Thursday, March 22, 2007
Let me tell you about Helen
Grandparents are important. They hold you in the hospital the day you’re born. They sit with your parents at your wedding. They never, ever miss a birthday. And they forgive everything.
Mine are all gone now. We lost Richard in 1970, his wife, Ella, in 1997, Erich in 1999 and Helen on Thursday at age 90.
Grandma had been in poor health for several years. We knew this day was not far off.
Somehow over the years, I gained the reputation as “the hugger.” I don’t remember how it started, but every time I saw Grandma, the first thing she said was: “Where’s my hug?” It was our special routine.
I decided the mental picture I carry like a wallet snapshot won’t be the way we saw her two weeks ago, when I hugged her tightly one last time.
I will think of Christmas Eve – every Christmas Eve of my childhood. The entire extended family would gather at my grandparents’ large house on West Shore Drive in Massapequa.
There was food and laughing, presents and cousins. It was loud and it was wonderful.
Grandma had a silver foil Christmas tree that came with a spotlight and a rotating lens that would make it appear in different colors. Decades later, we still teased her about it.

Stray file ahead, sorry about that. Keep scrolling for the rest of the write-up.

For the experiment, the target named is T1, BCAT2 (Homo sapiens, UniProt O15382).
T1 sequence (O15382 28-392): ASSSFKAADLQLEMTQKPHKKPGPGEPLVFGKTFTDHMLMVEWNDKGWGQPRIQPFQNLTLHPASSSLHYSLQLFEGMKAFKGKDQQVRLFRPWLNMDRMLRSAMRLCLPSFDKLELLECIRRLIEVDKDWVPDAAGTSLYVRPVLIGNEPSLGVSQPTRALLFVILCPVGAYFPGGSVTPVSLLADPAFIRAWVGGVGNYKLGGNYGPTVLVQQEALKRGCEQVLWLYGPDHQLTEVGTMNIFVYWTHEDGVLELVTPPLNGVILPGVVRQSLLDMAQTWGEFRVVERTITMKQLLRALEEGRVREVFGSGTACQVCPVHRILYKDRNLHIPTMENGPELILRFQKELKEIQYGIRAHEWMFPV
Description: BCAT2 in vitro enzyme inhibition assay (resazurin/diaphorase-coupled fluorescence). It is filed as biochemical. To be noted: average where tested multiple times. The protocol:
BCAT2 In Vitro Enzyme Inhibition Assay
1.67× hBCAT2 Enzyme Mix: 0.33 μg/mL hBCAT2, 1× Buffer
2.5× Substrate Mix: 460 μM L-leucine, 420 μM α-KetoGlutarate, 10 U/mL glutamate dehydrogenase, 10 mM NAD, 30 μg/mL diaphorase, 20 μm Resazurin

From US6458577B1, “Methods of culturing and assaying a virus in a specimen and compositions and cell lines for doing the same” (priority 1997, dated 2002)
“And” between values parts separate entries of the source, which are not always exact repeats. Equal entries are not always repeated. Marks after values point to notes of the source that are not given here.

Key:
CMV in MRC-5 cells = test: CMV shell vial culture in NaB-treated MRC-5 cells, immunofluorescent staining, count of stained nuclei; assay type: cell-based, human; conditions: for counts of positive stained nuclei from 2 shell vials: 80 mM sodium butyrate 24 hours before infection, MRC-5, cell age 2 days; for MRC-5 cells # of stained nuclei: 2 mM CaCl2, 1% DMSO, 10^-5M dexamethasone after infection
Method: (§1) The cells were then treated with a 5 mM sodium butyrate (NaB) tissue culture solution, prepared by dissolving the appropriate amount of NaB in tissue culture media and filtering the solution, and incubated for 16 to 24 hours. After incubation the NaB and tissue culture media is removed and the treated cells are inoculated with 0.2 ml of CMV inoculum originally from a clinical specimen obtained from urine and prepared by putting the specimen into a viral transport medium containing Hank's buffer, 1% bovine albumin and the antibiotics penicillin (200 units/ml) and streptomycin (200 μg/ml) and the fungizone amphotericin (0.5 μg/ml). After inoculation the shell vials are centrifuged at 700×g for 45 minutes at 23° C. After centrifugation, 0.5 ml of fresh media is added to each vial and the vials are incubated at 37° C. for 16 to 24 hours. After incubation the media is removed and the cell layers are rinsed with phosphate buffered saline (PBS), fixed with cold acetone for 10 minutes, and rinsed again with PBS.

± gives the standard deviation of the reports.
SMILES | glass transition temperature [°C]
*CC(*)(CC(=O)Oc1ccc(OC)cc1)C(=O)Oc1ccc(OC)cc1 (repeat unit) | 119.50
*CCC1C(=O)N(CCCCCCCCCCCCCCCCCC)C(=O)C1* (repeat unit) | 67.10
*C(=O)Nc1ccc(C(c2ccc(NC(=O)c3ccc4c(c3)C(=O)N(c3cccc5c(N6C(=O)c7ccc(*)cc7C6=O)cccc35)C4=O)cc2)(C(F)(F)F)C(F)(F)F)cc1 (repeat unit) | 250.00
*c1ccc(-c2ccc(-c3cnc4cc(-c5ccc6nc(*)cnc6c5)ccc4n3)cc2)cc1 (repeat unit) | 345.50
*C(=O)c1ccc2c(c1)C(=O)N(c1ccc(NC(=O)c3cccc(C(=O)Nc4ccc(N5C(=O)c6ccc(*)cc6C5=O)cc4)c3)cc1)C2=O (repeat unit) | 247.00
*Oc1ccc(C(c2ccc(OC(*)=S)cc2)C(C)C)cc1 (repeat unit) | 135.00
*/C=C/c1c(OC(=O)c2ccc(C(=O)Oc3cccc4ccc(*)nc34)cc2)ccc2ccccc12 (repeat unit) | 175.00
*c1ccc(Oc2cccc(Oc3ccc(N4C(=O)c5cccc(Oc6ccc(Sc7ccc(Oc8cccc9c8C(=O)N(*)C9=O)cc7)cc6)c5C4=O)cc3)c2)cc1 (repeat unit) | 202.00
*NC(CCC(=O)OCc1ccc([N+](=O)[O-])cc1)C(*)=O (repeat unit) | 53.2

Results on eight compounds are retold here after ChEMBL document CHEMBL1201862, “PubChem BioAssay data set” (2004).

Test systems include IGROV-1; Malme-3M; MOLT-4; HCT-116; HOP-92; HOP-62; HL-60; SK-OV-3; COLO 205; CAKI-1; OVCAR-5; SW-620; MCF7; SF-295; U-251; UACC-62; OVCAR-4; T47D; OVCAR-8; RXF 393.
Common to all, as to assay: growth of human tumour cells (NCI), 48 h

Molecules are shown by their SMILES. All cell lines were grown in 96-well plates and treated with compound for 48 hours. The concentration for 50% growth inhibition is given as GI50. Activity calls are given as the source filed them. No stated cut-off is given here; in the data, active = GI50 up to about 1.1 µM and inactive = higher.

My grandparents moved to another large house in North Massapequa, then to a condo in Snug Harbor in Amityville. And I remember my first question was what we would do about Christmas Eve. Grandma still hosted, but it was crowded. Very crowded. And still wonderful.
Our family today is so spread out. But every other Christmas we host Julie’s side of the family. It’s crowded and noisy and I love it because it reminds me of those years at Grandma’s.
Helen was the second oldest of four daughters, mother of five, grandmother to 12.
She loved to get dressed up and go dancing with Erich and spend time with her sisters, the last of which we lost last year.
Grandma always made time to listen to me talk about the Mets, or whatever stories I was working on.
For as long as I knew her, Helen was sacrificing for other people. She cared for my great-grandmother until she died at 97. She raised my cousin – Samantha’s an attorney today -- and took care of my aunt.
We were in Florida visiting on the morning my grandfather died. I sat with Grandma on the couch holding her tight while paramedics worked in the other room. She was worried about me. That’s just the way she was.
She was worried about others again when we saw her this month, concerned my children would be startled by her appearance. We shared our hug when we arrived, and again when we left as I whispered "We love you very much" in her ear.
"Give me one more hug," she said.